Footnote 2 states:

"There are other restrictive circumstances that the plaintiffs submit exist, but they are controverted. Judgment may be entered as a matter of law only if sustained by the uncontroverted facts. Factual disputes that are immaterial under the substantive law do not preclude summary judgment. See Renfro v. City of Emporia, Kan., 948 F.2d 1529, 1533 (10th Cir. 1991)." 804 F. Supp. at 168.

Among those circumstances in question were

"the existence and extent of any restrictions on discussing union or political matters or in reading certain literature or materials; the defendant's knowledge and tolerance of some plaintiffs' carrying and monitoring their radios during break; the nature and extent of the plaintiffs' continued observation of prisoners while on break; the relationship that these monitoring and observing duties bear to the plaintiffs' principal work activity; the availability of sleeping on break considering any rules or other prohibitive circumstances; the frequency of emergency calls interrupting break; and the consistency with which these meal breaks were given." 804 F. Supp. at 173.

The trial judge eventually entered judgment on a jury verdict for the corrections officers, and the Tenth Circuit affirmed. Brinkman v. Dept. of Corr. of State of Kan., 21 F.3d 370 (10th Cir. 1994). The jury determined not only that the Department of Corrections violated the FLSA, but it also determined that the violation was willful, thereby extending the limitations period from 2 to 3 years. 21 F.3d at 372. On appeal, the employer did not challenge the jury's finding that the uncompensated half-hour break constituted a violation of the FLSA. Nor did the employer argue that the evidence was insufficient to support the jury's finding of a willful violation. 21 F.3d 372-73.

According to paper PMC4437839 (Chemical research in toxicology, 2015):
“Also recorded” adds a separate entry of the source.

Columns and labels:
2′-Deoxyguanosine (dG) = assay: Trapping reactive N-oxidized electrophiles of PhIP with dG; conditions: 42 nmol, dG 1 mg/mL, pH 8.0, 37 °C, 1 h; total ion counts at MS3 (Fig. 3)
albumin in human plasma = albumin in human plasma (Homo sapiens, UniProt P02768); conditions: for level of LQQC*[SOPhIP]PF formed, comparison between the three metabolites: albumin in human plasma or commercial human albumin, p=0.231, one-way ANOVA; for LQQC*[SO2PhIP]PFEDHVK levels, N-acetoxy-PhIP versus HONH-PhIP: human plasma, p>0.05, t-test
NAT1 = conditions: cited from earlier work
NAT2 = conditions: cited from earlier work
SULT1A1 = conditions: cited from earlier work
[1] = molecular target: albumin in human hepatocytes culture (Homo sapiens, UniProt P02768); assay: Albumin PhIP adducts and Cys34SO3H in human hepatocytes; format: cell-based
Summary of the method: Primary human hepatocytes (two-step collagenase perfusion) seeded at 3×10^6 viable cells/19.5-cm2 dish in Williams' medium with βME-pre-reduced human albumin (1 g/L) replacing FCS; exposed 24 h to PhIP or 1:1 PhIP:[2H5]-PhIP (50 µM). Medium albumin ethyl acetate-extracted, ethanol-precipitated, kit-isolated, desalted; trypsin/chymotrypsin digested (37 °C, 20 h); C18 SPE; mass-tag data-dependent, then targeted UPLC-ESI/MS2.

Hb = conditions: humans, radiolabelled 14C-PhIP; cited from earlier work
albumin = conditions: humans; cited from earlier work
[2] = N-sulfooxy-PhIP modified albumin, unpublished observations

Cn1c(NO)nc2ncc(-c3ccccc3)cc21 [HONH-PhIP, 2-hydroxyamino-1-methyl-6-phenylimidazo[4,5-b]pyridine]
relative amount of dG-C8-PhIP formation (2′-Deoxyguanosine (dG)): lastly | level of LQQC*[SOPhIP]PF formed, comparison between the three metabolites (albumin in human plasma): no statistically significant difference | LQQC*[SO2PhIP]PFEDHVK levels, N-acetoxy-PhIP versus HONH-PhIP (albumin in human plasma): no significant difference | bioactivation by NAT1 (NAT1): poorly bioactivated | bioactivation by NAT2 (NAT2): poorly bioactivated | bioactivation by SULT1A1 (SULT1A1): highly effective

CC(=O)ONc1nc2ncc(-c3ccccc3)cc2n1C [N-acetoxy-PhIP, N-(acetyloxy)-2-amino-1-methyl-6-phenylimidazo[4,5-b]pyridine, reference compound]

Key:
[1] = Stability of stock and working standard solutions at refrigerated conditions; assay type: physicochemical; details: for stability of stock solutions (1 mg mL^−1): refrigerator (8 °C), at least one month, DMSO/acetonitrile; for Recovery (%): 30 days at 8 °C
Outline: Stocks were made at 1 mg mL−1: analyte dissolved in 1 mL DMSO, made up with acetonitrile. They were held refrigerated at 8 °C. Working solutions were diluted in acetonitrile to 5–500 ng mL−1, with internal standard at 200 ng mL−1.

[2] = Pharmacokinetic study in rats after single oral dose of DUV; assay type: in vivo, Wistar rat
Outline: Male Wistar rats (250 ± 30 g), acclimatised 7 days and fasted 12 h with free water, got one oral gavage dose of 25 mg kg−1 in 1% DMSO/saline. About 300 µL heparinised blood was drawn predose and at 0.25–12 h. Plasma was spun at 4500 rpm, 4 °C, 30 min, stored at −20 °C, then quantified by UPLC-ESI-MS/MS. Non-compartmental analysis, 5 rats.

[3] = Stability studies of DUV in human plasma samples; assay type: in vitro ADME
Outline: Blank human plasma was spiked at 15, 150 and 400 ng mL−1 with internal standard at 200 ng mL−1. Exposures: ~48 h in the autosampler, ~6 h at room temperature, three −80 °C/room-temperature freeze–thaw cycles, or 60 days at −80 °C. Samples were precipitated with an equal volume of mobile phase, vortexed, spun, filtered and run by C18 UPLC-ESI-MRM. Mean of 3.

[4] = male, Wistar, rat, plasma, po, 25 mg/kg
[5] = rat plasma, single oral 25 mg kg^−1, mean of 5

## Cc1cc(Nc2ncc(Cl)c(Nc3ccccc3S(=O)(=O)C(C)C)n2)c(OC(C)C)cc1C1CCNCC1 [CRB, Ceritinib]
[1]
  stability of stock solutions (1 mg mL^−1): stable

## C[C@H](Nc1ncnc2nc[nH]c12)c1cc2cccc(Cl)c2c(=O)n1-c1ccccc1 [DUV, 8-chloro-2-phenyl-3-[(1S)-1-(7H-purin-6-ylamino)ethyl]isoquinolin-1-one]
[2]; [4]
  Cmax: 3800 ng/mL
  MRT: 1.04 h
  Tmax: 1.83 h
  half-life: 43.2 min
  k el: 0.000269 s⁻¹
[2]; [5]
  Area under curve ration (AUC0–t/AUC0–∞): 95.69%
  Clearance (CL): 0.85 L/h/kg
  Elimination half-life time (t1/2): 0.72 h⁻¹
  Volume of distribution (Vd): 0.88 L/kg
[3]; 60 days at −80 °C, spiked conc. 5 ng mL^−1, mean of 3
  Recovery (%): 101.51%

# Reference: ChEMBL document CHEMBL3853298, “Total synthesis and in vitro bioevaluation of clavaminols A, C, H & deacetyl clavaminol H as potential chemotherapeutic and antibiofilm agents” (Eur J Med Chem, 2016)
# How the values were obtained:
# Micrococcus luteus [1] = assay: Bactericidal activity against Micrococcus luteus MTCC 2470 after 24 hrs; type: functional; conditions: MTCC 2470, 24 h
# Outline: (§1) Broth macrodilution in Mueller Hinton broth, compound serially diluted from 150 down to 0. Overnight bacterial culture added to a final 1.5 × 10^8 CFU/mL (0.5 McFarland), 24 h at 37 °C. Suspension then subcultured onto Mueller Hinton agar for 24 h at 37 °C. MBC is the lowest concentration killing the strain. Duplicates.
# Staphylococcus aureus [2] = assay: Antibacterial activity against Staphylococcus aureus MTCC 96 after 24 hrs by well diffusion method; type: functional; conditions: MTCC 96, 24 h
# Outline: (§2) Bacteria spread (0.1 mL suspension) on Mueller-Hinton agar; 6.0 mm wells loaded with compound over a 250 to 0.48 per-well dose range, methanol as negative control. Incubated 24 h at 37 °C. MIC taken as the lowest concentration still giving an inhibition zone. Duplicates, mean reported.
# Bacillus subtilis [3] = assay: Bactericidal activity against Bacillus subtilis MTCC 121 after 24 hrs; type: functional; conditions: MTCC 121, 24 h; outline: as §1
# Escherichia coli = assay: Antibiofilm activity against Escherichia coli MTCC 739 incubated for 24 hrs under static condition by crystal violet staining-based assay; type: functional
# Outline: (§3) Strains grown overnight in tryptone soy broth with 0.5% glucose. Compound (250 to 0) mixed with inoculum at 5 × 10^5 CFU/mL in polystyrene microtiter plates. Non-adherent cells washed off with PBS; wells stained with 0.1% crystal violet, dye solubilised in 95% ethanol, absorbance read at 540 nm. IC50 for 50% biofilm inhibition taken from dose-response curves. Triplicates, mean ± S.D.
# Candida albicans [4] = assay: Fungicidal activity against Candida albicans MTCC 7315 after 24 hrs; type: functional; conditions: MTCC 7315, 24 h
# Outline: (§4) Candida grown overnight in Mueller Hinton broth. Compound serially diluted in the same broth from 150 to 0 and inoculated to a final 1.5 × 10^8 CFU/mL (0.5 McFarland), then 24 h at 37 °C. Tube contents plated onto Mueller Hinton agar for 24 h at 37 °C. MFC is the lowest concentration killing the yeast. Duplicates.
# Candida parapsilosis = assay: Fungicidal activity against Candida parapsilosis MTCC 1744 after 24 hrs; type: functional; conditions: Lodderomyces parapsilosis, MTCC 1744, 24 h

In the present case, appellants state that their argument

"with the trial court lies strictly over whether or not Judge Friedel should have determined the present status of the law requires him to use the 'predominate benefit' [sic] test of the most recent Kansas and Tenth Circuit rulings rather than follow the explicit language of 29 C.F.R. 785.19 that says: 'The employee is not relieved from duty if he is required to perform any duties, whether active or inactive, while eating.'"

Appellants do not attempt to establish an authoritative status for administrative regulations. Nor do they suggest that the federal court cases from the District of Kansas and the Tenth Circuit Court of Appeals ought not be persuasive authority for this court's consideration of a cause of action arising under federal legislation. As we have seen, in Brinkman the district court quoted Skidmore v. Swift & Co., 323 U.S. 134, 140, 89 L. Ed. 124, 65 S. Ct. 161 (1944), for the proposition that instead of being controlling authorities, administrative regulations provide guidance to the courts. 804 F. Supp. at 172 n.10. The rule generally followed by this court with respect to properly adopted state administrative regulations is that they have the force and effect of statutes, Murphy v. Nelson, 260 Kan. 589, 595, 921 P.2d 1225 (1996), and, like statutes, regulations are subject to certain rules of construction. Both this court and federal courts "strive for a reasonable interpretation or construction of a statute or regulation which avoids an unreasonable or absurd result." 260 Kan. 589, Syl. 3. The interpretation currently given to the administrative regulations concerning employees' meal breaks by the federal courts in this state and in the Tenth Circuit is less literal than appellants advocate, but does not seem to be unreasonable.